Defense Threat Reduction Agency nuclear weapons inspectors are “ready to go” and “waiting for the call” to carry out the first round of strategic arms inspections in Russia allowed under the New START arms reduction agreement, Kenneth Myers, DTRA director, said Wednesday. The inspectors have trained relentlessly over the past few months in preparation, he told reporters during a meeting in Washington, D.C. There’s been no announcement yet when the first inspections will take place, he noted. DTRA will conduct fewer inspections under the new treaty than under previous arms reduction agreements due to the inspectors’ familiarity with Russian systems and the fact that the United States and Russia merged several former inspection regimes into one under New START, said Myers. “In addition to that, we’re talking about fewer weapons,” he explained. He assured that the nation “will get all the information necessary” and that the new inspection regime is in the “best interest of the United States,” even though the volume of inspections will fall. New START entered into force on Feb. 5. According to a State Department fact sheet, the parties have the right to conduct inspections starting 60 days after the treaty takes effect.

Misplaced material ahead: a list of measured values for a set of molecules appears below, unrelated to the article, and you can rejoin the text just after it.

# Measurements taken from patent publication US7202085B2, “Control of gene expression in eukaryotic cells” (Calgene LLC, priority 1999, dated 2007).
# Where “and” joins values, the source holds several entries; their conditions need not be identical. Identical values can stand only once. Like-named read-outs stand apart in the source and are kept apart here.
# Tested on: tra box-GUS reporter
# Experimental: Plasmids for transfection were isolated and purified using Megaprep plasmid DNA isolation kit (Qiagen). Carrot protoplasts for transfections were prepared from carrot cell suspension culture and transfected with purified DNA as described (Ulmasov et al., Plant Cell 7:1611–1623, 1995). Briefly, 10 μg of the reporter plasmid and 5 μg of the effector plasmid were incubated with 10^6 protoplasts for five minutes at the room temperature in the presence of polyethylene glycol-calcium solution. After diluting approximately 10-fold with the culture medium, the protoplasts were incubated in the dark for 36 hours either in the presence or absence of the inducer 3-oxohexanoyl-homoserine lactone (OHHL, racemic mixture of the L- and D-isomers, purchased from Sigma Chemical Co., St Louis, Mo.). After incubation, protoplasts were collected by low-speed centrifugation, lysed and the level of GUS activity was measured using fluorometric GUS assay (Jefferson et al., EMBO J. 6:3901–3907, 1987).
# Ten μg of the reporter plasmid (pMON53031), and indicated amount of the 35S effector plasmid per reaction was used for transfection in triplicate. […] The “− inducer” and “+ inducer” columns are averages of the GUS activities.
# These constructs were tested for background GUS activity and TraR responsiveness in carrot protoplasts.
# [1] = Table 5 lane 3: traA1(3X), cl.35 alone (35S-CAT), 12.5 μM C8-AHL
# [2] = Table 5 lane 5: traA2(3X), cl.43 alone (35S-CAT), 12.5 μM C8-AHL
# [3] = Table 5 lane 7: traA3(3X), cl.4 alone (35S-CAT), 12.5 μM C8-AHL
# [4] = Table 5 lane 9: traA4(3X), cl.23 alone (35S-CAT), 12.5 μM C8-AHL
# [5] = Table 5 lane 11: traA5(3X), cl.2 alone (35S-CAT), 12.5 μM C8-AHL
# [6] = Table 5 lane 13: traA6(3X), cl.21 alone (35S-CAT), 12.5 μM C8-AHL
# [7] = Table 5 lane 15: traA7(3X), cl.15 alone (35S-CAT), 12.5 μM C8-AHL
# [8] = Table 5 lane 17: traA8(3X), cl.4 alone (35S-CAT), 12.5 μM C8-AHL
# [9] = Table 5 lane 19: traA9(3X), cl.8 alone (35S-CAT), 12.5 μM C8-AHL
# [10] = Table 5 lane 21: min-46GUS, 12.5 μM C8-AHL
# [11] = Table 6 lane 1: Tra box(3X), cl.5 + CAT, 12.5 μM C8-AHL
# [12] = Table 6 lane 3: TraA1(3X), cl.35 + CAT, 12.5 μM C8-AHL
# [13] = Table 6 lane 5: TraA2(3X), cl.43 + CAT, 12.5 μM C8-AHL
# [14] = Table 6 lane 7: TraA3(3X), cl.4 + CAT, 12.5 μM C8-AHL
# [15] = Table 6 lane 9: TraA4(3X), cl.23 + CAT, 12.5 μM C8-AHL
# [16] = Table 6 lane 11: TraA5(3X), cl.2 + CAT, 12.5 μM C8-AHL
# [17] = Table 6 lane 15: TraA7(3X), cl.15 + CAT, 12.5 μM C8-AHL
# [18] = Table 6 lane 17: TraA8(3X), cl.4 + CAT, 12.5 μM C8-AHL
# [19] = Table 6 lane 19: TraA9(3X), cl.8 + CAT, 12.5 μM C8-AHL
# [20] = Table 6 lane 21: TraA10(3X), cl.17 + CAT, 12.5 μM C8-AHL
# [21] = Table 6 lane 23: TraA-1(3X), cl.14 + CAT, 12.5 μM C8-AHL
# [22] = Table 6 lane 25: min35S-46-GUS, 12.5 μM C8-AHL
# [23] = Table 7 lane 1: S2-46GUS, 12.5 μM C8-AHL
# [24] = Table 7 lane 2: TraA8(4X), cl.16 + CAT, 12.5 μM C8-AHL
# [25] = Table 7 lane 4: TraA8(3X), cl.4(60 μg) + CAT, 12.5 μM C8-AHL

Fazal Mohammed, Software Solutions Director at SAIC, discusses the advantages that SAIC's Cloud One and EITaaS software programs provide for the capability needs of the U.S. Air Force and the U.S. Space Force.